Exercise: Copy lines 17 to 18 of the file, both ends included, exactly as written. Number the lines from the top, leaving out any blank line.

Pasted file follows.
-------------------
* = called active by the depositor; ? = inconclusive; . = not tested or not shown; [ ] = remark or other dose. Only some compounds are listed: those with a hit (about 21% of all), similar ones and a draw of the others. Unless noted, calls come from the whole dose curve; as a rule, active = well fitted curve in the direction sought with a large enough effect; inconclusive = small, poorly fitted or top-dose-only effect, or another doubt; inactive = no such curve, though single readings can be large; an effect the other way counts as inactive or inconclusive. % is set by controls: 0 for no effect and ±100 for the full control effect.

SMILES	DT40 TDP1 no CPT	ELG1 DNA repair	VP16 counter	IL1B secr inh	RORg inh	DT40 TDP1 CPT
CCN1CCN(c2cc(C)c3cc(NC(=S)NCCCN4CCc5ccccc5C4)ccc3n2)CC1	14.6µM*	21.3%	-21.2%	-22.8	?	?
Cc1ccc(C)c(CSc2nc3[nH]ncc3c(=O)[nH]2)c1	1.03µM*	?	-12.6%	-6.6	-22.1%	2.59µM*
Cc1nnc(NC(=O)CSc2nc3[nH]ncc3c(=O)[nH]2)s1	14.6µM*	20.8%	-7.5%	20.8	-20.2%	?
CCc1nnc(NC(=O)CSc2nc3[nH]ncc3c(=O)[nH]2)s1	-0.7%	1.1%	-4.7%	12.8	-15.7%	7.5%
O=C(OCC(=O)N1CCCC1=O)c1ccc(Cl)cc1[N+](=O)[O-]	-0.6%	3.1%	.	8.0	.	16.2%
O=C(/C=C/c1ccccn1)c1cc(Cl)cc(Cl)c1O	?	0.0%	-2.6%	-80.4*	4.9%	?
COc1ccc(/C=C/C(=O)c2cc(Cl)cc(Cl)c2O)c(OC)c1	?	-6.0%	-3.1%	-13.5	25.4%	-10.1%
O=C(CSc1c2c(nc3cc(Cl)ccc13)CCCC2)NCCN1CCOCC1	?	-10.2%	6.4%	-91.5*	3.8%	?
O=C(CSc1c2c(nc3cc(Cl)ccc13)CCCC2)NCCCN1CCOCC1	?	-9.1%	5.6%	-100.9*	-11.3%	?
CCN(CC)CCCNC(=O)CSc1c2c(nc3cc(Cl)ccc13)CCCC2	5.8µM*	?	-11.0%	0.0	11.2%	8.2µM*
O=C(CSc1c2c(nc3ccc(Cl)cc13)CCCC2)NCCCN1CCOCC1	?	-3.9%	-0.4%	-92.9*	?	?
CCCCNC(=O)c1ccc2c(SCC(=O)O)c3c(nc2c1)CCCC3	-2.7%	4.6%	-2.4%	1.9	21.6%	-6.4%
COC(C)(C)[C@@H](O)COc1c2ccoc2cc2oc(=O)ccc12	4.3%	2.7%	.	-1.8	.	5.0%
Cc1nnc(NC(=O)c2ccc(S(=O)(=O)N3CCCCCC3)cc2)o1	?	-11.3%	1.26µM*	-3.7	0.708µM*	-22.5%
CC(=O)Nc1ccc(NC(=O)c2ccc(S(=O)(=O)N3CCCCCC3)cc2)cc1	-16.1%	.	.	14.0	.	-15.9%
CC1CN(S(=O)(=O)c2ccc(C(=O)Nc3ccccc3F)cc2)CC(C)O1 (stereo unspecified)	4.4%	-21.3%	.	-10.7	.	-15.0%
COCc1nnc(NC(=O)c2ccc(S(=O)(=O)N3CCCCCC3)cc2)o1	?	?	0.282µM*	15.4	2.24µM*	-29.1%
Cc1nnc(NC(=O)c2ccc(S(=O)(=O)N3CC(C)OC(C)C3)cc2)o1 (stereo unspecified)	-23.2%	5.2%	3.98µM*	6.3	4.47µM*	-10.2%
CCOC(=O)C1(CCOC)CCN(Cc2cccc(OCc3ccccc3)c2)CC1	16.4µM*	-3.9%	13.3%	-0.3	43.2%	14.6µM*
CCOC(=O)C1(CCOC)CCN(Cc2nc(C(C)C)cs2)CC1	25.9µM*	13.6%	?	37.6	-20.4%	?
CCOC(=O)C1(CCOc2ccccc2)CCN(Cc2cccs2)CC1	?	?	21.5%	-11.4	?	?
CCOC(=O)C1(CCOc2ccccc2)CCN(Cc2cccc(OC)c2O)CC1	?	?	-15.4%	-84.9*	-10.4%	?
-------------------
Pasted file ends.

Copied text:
CC(=O)Nc1ccc(NC(=O)c2ccc(S(=O)(=O)N3CCCCCC3)cc2)cc1	-16.1%	.	.	14.0	.	-15.9%
CC1CN(S(=O)(=O)c2ccc(C(=O)Nc3ccccc3F)cc2)CC(C)O1 (stereo unspecified)	4.4%	-21.3%	.	-10.7	.	-15.0%